- Victoria and Albert Museum. Dedicated to decorative arts and design, and founded in 1852, it’s located at Cromwell Road, London SW7 2RL. The nearest Tube stops are South Kensington, Gloucester Road. It’s open daily from 10am to 5:30pm, except for Fridays, when it stays open until 10pm.
- National Maritime Museum. Featuring naval art, history, and astronomy, it’s located at Park Row, London SE10 9NF (located in Greenwich, outside central London). The nearest transport stop is Cutty Sark (zone two), and it’s also accessible via boat (Greenwich Pier). It’s open daily from 10am to 5pm, except for Thursdays, when it’s open until 8pm.
If you’re interested in experiencing something a bit off the beaten path, consider venturing to one of what Telegraph.co.uk calls London’s “most unusual museums,” such as the Freud Museum, the Cartoon Museum, or even the Fan Museum. (Yes, London has a museum completely dedicated to fans. Not the people who cheer at concerts and sporting events; rather, the kind that keep you cool in hot weather.) Admission charges vary, with some smaller museums free and others charging nominal fees (such as £4.00 per adult at the Fan Museum).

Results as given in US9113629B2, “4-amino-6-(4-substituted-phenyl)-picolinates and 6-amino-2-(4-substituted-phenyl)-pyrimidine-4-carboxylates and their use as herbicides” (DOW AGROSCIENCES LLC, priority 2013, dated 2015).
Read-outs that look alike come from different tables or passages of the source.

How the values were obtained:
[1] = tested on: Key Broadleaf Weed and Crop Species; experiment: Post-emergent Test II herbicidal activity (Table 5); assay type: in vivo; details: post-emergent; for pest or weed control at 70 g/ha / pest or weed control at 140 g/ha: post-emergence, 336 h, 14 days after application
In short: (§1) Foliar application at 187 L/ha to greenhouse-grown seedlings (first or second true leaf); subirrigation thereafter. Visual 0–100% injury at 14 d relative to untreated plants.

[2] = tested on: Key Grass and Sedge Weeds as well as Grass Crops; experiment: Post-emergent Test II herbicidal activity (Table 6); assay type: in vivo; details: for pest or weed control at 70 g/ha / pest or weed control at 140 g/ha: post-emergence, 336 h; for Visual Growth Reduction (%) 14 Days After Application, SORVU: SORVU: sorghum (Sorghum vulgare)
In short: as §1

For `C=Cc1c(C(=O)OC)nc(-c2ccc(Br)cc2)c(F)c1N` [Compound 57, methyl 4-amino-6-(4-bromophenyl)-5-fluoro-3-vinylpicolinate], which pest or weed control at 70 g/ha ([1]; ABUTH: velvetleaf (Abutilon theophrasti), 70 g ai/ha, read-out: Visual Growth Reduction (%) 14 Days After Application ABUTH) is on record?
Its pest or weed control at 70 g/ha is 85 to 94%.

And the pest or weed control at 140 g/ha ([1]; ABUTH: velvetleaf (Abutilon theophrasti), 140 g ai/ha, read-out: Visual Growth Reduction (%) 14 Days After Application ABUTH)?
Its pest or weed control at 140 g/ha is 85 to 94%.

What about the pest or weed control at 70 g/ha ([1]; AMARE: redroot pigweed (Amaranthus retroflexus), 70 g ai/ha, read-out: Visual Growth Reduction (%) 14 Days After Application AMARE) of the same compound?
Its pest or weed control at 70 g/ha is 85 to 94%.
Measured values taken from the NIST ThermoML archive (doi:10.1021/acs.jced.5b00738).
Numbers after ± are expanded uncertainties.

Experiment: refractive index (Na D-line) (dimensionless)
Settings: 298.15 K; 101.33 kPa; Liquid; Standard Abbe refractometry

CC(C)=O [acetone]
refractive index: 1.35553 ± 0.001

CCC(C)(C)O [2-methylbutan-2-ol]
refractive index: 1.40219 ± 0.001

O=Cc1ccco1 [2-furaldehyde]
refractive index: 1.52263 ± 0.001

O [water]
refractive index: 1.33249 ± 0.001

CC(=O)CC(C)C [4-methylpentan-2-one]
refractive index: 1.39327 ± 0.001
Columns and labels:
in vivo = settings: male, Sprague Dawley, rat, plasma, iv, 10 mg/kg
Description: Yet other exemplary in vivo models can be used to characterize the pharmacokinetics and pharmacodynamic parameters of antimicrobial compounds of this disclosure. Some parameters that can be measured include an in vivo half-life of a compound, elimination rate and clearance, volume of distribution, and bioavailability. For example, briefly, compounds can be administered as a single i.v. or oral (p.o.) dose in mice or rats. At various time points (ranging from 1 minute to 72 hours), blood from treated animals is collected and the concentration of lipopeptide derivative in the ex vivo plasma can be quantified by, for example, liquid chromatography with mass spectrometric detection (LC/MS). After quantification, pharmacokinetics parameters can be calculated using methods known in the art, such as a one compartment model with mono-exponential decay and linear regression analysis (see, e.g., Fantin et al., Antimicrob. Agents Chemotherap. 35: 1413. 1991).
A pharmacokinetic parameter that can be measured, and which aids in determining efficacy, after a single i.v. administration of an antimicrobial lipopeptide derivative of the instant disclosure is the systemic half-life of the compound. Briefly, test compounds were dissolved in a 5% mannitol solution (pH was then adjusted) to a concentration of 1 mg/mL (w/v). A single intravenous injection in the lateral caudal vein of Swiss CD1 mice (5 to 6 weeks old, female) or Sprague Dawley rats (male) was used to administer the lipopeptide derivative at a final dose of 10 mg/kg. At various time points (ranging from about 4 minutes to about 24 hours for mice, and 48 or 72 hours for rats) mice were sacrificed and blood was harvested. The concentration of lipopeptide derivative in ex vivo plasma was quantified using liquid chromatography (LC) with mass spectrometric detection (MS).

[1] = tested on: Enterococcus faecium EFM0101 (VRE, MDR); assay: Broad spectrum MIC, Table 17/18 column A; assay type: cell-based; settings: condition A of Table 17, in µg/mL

London is a global fashion destination. The United Kingdom is responsible for a number of big-name fashion designers, including Vivienne Westwood, Stella McCartney, and, of course, Burberry. You won’t have any trouble burning a hole in your pocket in London if you wish to do so, but you can also save your cash and score great deals if you know where to look.
While Harrods department store, Oxford Street, and Bond Street are great for high-end window shopping, you should steer clear of these areas if you aren’t able to stop yourself from converting window-shopping into actual shopping.
Londoners and tourists flock to “high streets,” which are essentially concentrated shopping districts. High streets offer comparably low prices at retailers such as Topshop, H&M, T.K.Maxx (Britain’s version of T.J.Maxx), New Look, Zara, and Primark. Begin at High Street Kensington Tube stop for easy access to many of the aforementioned shops. This isn’t a place to go for knock-offs; most of the aforementioned stores carry private label brands, so if you’re looking for a flashy name, head to Oxford or Bond Street.